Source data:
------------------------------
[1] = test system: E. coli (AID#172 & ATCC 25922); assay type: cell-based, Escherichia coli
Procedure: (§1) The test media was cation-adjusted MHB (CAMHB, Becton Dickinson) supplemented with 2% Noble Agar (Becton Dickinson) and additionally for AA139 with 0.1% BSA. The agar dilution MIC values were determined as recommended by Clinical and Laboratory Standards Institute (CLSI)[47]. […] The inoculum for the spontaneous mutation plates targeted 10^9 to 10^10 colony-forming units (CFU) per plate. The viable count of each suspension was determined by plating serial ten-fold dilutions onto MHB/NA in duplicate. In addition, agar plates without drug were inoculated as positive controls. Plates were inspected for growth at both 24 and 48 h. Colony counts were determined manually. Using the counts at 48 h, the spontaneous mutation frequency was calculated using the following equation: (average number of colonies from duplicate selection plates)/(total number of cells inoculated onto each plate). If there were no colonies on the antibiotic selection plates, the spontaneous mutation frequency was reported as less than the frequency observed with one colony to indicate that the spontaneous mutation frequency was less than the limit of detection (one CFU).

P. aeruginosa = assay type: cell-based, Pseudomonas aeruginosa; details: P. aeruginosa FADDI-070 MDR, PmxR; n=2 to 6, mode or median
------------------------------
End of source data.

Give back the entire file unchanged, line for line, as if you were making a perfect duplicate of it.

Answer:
[1] = test system: E. coli (AID#172 & ATCC 25922); assay type: cell-based, Escherichia coli
Procedure: (§1) The test media was cation-adjusted MHB (CAMHB, Becton Dickinson) supplemented with 2% Noble Agar (Becton Dickinson) and additionally for AA139 with 0.1% BSA. The agar dilution MIC values were determined as recommended by Clinical and Laboratory Standards Institute (CLSI)[47]. […] The inoculum for the spontaneous mutation plates targeted 10^9 to 10^10 colony-forming units (CFU) per plate. The viable count of each suspension was determined by plating serial ten-fold dilutions onto MHB/NA in duplicate. In addition, agar plates without drug were inoculated as positive controls. Plates were inspected for growth at both 24 and 48 h. Colony counts were determined manually. Using the counts at 48 h, the spontaneous mutation frequency was calculated using the following equation: (average number of colonies from duplicate selection plates)/(total number of cells inoculated onto each plate). If there were no colonies on the antibiotic selection plates, the spontaneous mutation frequency was reported as less than the frequency observed with one colony to indicate that the spontaneous mutation frequency was less than the limit of detection (one CFU).

P. aeruginosa = assay type: cell-based, Pseudomonas aeruginosa; details: P. aeruginosa FADDI-070 MDR, PmxR; n=2 to 6, mode or median